They’ve hired one of Sacramento’s top political consultants.
They have on their side one of California’s heavyweight political players, the California Teachers Association.
And opponents of a proposed ballot initiative that would largely eliminate bilingual education in California’s public schools say they believe the measure, in the words of their campaign consultant, has “a few flaws that would be fun to bring to the light of day.”
On Tuesday, opponents of the proposed initiative, sponsored by Republican millionaire businessman Ron Unz, are scheduled to launch their campaign with a news conference in Sacramento. But until now, as one observer said, bilingual education advocates mostly have been “curiously” quiet in the debate over the self-titled “English for the Children” initiative.
“The silence of the bilingual-education establishment has been deafening,” said Harry Pachon, president of the Toms Rivera Policy Institute in Claremont. “They’ve lived in a sheltered world and they have to realize that in California, nothing is sacred.”
That silence comes in the face of what some political experts say is a tough challenge facing opponents of the initiative: switching the debate from one about the flaws of bilingual education to one about the merits of the proposed measure.
“There’s no question that the overwhelming majority of Californians would like to make a big change,” said GOP political consultant Arnold Steinberg, who worked the campaign for Proposition 209, the anti-affirmative action measure approved by voters a year ago. “I’d much rather be the political strategist doing the campaign for it rather than against it.”
Despite polling that shows that voters are unhappy with bilingual education programs in California schools, however, some political experts said it would be premature to declare this political fight over before it’s started.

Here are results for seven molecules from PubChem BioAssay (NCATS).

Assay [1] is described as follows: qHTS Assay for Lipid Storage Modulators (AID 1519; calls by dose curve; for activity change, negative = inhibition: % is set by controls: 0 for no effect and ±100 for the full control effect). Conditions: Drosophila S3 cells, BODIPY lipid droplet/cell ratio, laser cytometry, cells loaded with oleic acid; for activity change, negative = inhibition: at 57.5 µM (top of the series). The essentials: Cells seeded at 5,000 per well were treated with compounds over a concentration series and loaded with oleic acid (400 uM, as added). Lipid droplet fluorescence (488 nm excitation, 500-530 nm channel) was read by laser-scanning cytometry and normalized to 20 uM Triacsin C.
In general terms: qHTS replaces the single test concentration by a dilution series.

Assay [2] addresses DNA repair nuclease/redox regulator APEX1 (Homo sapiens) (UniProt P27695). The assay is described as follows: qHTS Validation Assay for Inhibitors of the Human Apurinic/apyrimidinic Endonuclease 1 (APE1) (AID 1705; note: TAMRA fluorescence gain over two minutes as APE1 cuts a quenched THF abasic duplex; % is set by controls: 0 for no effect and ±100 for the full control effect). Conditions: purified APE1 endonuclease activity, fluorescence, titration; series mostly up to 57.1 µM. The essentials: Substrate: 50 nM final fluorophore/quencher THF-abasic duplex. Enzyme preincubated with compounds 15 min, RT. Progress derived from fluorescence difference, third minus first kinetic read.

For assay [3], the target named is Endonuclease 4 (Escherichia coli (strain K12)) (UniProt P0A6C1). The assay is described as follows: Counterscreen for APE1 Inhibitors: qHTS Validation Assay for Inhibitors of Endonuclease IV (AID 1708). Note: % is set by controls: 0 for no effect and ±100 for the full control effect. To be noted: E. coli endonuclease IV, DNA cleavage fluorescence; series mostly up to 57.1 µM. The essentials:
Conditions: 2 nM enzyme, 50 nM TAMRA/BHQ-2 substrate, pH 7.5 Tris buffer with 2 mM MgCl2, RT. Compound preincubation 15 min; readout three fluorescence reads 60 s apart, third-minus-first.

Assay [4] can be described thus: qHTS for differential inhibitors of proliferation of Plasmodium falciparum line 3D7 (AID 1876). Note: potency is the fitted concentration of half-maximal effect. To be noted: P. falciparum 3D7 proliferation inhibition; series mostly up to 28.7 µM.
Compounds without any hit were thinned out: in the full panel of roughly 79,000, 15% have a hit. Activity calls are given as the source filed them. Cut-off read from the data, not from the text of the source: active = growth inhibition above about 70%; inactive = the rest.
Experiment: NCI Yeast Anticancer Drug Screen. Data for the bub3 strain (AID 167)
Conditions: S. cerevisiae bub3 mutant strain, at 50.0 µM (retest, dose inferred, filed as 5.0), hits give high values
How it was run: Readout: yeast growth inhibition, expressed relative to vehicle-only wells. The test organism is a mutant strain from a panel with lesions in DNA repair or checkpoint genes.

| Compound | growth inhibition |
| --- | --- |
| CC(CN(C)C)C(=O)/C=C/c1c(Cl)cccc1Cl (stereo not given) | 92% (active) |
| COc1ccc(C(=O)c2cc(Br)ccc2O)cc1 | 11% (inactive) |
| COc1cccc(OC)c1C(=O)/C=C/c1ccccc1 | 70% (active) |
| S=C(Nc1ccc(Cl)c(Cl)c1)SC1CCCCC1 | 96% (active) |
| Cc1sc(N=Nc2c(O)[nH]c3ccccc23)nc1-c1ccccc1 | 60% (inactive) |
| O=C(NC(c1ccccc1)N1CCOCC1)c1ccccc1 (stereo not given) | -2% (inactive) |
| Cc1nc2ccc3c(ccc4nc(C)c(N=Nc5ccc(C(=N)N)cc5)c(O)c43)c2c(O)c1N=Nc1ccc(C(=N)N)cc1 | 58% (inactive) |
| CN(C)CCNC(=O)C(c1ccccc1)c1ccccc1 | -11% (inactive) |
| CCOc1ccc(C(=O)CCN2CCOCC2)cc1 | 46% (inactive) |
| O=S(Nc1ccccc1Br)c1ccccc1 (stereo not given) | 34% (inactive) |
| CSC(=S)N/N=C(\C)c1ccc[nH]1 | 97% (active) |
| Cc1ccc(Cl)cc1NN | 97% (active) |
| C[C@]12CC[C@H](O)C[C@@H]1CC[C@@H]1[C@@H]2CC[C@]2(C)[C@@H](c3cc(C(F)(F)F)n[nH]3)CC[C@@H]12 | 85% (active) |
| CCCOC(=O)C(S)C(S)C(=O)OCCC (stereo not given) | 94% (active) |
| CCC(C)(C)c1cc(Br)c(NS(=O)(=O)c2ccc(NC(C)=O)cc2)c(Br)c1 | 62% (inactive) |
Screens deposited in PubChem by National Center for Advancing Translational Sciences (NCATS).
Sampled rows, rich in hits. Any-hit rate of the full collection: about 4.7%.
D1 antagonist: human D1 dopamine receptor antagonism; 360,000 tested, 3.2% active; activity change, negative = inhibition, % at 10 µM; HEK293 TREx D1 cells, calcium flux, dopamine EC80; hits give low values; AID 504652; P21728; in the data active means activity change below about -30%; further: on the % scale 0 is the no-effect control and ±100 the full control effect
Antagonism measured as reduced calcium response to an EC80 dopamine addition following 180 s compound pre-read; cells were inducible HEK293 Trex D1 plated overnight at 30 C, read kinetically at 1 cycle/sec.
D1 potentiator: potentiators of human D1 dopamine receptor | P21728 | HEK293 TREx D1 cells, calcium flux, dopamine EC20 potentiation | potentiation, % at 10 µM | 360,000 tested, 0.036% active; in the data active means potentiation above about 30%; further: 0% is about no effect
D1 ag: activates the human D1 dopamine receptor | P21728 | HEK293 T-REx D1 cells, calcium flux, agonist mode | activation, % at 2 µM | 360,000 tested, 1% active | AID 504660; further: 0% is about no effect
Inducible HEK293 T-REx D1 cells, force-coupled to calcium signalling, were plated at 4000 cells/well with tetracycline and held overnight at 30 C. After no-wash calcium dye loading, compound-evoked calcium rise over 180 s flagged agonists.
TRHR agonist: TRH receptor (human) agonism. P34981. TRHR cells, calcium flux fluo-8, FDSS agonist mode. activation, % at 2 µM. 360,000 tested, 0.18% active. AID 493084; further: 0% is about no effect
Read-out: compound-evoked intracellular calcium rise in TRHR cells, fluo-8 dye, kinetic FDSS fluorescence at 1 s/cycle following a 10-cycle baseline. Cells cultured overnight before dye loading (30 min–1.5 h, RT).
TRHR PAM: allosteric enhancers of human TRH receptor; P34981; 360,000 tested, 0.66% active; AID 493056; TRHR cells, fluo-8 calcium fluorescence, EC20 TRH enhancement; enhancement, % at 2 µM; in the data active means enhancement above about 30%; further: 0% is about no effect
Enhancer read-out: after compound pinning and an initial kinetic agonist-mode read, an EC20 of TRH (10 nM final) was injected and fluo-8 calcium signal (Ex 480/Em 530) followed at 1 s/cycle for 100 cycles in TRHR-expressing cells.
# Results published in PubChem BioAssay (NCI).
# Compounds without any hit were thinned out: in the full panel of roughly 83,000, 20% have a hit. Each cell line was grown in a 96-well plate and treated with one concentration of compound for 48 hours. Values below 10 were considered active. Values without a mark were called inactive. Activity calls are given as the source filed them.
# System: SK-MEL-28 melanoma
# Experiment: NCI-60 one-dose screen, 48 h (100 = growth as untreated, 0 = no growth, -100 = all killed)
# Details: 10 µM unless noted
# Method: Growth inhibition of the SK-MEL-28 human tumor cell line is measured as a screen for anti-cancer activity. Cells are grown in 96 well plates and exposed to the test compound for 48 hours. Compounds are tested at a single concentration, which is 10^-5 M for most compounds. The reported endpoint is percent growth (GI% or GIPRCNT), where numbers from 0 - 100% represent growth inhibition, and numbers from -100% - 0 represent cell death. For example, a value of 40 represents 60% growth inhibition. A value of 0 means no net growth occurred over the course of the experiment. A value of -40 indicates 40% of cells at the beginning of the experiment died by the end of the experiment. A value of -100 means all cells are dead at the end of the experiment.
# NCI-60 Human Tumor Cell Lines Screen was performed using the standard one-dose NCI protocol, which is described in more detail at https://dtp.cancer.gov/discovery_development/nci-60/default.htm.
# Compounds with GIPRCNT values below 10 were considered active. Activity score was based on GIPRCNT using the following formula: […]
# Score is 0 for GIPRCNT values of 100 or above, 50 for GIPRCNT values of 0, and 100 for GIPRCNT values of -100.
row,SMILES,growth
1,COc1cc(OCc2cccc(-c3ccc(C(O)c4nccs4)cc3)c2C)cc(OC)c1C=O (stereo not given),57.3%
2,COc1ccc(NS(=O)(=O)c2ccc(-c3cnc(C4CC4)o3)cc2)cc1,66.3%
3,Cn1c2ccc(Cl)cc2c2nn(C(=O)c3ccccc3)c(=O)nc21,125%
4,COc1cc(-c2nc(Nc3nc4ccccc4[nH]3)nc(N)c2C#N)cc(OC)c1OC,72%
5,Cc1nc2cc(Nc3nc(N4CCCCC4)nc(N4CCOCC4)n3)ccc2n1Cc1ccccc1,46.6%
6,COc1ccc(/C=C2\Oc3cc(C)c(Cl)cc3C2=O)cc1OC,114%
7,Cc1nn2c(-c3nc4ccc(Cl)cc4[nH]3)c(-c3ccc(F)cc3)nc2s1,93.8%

“This is not as simple an issue as one might think. . . . It’s way too early. It’s a somewhat volatile issue, and it’s totally up for grabs,” said Gale Kaufman, a Sacramento campaign consultant.
Supporters of the Unz initiative already have filed the signatures of about 750,000 voters to qualify it for the June primary ballot. They need 433,269 valid signatures.
The initiative would end bilingual education in California’s public schools as it is currently practiced, implementing in its place a program of “sheltered English immersion . . . not normally intended to exceed one year.”
Sacramento Democratic political consultant Richie Ross, who will lead the opposition, said he isn’t going to “run a campaign that defends the educational status quo.”
“But I do think I can ask voters to think about what (Unz’s proposal) imposes” on the more than 1 million children currently classified as limited-English-proficient students, he said.
“It’s not sink or swim,” said Linda Nava Ventriglia,an educator with the Sacramento City Unified School District. “It’s just sink, period.”
Kelly Hayes-Raitt,spokeswoman for Citizens for an Educated America, the coalition opposing the Unz measure, said the question before voters “is not a referendum on bilingual education. . . . This is a very specific vote on an initiative that lays out . . . a very extreme proposal.”
Unz rejects such characterizations, countering that the current system of bilingual education “is almost indefensible.”
At most, he said, 15 percent of students currently in bilingual programs are getting an “adequate” education. Another one-third of limited-English-proficient students already are in a sink-or-swim situation, and “they are given no help whatsoever,” he said.
“We’re putting them in an environment where they can learn English as quickly as possible with other children who are trying to learn English,” Unz said of his proposal.
Opposition consultant Ross hopes to take aim at that proposal, which says “English learners of different ages but whose degree of English proficiency is similar” can be placed in the same classroom.